. 29 Works Cited

    1945 words
    (5.6 pages)

    The Main Effects of Divorce on Adolescents — Divorce is not a word many people like to use in casual conversation. It has a derogatory connotation that just leaves a lingering feeling of sadness hanging in the air. Although I grant that there are times when there is nothing left to do but move on in a relationship, I still maintain that a marriage is meant to be for life and it’s not something that should be given up on lightly. “Fifty percent of first marriages, sixty seven percent of second marriages and seventy four of third marriages end in divorce (Baker, 2011.)” That statistic is staggering. [tags: old fashioned courtship, marriages]
    . 6 Works Cited

    1578 words
    (4.5 pages)

    The Effects of Divorce on Children — Becoming a major trend in the United States among families, is the increase of marital instability (Del Boca & Cigno, (2003). Economic difficulties arise for various reasons such as finances and custody battles, when it comes to the separation of parents. In most cases, the mother receives the child while the father has to contribute time and income for the child. For families, divorce can be a devastating experience that has a major impact when children become involved (Welton, 2014). New research proposes that children whose parents are divorced had a difficult time adapting to the social, mental, and physical changes in their lives. [tags: marital instability, behavioral science]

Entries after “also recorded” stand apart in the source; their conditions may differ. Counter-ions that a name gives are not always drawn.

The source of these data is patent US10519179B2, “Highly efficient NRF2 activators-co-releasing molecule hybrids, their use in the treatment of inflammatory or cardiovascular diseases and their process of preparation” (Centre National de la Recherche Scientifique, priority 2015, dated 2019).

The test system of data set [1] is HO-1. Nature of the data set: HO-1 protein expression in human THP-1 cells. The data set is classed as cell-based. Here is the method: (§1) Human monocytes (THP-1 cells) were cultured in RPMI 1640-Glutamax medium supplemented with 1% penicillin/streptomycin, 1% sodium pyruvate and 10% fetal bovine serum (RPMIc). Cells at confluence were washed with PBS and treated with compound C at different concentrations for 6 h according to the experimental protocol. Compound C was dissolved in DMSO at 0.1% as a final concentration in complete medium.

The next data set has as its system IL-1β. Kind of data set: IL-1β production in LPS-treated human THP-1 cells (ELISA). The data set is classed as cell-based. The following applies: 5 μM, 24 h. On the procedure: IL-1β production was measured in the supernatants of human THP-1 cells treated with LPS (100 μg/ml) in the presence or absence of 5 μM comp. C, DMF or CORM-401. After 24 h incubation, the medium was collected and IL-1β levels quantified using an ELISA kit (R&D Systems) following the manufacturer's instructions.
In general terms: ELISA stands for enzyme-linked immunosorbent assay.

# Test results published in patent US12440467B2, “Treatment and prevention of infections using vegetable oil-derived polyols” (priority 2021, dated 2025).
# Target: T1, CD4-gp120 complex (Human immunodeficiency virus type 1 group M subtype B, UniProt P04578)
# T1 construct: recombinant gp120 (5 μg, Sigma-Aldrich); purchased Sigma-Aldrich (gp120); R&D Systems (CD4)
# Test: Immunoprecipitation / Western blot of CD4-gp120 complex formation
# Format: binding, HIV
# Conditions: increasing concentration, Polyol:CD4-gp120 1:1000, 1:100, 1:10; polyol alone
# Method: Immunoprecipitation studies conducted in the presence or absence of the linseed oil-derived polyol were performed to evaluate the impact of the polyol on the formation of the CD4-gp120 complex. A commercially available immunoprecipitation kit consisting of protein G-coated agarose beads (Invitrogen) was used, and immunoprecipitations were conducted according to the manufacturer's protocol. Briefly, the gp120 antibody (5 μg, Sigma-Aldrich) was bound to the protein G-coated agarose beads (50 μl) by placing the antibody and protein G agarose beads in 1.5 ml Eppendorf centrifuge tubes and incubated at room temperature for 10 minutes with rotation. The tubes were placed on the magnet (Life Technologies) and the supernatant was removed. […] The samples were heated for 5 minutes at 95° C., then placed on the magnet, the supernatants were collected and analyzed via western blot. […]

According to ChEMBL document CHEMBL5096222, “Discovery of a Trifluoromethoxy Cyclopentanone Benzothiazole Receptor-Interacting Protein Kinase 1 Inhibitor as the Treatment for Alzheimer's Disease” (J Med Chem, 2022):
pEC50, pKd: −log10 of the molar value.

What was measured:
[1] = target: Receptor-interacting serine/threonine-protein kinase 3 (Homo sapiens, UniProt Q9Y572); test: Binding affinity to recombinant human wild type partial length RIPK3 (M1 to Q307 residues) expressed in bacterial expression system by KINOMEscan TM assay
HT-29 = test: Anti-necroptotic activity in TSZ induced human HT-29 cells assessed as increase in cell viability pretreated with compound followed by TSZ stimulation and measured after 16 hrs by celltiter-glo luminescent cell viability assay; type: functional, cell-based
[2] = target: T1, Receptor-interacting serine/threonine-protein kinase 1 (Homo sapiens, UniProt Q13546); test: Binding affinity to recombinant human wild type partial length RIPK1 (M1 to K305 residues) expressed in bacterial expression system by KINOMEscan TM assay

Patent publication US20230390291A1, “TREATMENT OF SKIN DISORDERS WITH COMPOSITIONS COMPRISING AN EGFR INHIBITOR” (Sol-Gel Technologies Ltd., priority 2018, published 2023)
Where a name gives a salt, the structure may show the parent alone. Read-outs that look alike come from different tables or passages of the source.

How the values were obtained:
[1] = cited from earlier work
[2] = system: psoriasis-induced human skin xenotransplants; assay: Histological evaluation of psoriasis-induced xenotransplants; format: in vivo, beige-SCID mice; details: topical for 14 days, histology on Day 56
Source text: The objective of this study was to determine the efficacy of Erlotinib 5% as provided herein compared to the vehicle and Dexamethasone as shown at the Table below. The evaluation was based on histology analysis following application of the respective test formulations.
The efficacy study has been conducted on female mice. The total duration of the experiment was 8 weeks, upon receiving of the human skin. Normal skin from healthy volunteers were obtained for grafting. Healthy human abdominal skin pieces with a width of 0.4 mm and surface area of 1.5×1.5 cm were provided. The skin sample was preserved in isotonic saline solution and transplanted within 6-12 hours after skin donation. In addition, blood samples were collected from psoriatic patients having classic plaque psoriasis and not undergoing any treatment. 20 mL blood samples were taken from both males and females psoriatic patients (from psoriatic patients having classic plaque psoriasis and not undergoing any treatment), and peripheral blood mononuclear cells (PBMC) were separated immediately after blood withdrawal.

. 7 Works Cited

    1060 words
    (3 pages)

    Divorce and Its Effect On Children — I. Introdution Divorce is a heavy concept that has many implications for those involved. The situation becomes even more consequential when children are considered. As divorce has become more commonplace in society, millions of children are affected by the separation of the nuclear family. How far-reaching are these effects. And is there a time when divorce is beneficial to the lives of the children. This paper will examine some of the major research and several different perspectives regarding the outcomes of divorce for the children involved, and whether it can actually be in the best interest of the kids. [tags: Family Issues]
    . 5 Works Cited

    1490 words
    (4.3 pages)

    The Impact of Divorce on Children — “Studies show 35% of people who marry get a divorce, and 18% of those divorced are divorced multiple times” Clinton, Hart, & Ohlschlager, (2005). The rate of divorce of United States families continues to increase and is one of the most perplexing experiences for children. There are many reasons couples decide to end their ties to each other. Whatever the reasons, ending a relationship means that all individual that has ties to each other must adjust to a new way of living. The married couple may experience the stages of loss, such as, the experience of grief. [tags: grief, unhappy marriage, domestic violence]
    . 6 Works Cited

    963 words
    (2.8 pages)